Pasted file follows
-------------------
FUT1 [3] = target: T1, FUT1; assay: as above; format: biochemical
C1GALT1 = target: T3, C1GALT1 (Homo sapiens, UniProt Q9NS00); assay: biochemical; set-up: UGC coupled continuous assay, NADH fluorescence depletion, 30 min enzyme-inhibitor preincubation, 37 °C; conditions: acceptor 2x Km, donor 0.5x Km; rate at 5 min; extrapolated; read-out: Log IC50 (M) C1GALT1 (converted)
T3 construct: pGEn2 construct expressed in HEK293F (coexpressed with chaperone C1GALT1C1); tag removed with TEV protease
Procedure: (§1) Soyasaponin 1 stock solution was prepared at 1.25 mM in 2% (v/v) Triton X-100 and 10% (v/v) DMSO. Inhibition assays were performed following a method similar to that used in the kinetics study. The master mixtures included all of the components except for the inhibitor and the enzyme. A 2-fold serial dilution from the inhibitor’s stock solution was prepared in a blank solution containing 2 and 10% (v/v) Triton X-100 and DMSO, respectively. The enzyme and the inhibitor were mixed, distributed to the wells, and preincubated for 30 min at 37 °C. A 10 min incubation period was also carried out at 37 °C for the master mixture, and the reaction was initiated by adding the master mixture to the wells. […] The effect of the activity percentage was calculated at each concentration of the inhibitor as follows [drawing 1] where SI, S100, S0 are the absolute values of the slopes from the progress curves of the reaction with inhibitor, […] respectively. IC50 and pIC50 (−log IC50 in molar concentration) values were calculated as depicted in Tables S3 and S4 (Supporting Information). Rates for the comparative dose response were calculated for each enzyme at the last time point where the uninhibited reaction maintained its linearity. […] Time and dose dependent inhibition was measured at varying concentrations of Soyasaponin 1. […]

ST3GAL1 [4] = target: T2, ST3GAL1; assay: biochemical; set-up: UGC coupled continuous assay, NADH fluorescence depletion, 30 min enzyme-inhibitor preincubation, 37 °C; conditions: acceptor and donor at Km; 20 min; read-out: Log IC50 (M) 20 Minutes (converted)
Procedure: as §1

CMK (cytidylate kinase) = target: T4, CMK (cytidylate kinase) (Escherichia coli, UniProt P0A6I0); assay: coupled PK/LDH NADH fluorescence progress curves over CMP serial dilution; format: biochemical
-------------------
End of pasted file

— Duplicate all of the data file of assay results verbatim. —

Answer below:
FUT1 [3] = target: T1, FUT1; assay: as above; format: biochemical
C1GALT1 = target: T3, C1GALT1 (Homo sapiens, UniProt Q9NS00); assay: biochemical; set-up: UGC coupled continuous assay, NADH fluorescence depletion, 30 min enzyme-inhibitor preincubation, 37 °C; conditions: acceptor 2x Km, donor 0.5x Km; rate at 5 min; extrapolated; read-out: Log IC50 (M) C1GALT1 (converted)
T3 construct: pGEn2 construct expressed in HEK293F (coexpressed with chaperone C1GALT1C1); tag removed with TEV protease
Procedure: (§1) Soyasaponin 1 stock solution was prepared at 1.25 mM in 2% (v/v) Triton X-100 and 10% (v/v) DMSO. Inhibition assays were performed following a method similar to that used in the kinetics study. The master mixtures included all of the components except for the inhibitor and the enzyme. A 2-fold serial dilution from the inhibitor’s stock solution was prepared in a blank solution containing 2 and 10% (v/v) Triton X-100 and DMSO, respectively. The enzyme and the inhibitor were mixed, distributed to the wells, and preincubated for 30 min at 37 °C. A 10 min incubation period was also carried out at 37 °C for the master mixture, and the reaction was initiated by adding the master mixture to the wells. […] The effect of the activity percentage was calculated at each concentration of the inhibitor as follows [drawing 1] where SI, S100, S0 are the absolute values of the slopes from the progress curves of the reaction with inhibitor, […] respectively. IC50 and pIC50 (−log IC50 in molar concentration) values were calculated as depicted in Tables S3 and S4 (Supporting Information). Rates for the comparative dose response were calculated for each enzyme at the last time point where the uninhibited reaction maintained its linearity. […] Time and dose dependent inhibition was measured at varying concentrations of Soyasaponin 1. […]

ST3GAL1 [4] = target: T2, ST3GAL1; assay: biochemical; set-up: UGC coupled continuous assay, NADH fluorescence depletion, 30 min enzyme-inhibitor preincubation, 37 °C; conditions: acceptor and donor at Km; 20 min; read-out: Log IC50 (M) 20 Minutes (converted)
Procedure: as §1

CMK (cytidylate kinase) = target: T4, CMK (cytidylate kinase) (Escherichia coli, UniProt P0A6I0); assay: coupled PK/LDH NADH fluorescence progress curves over CMP serial dilution; format: biochemical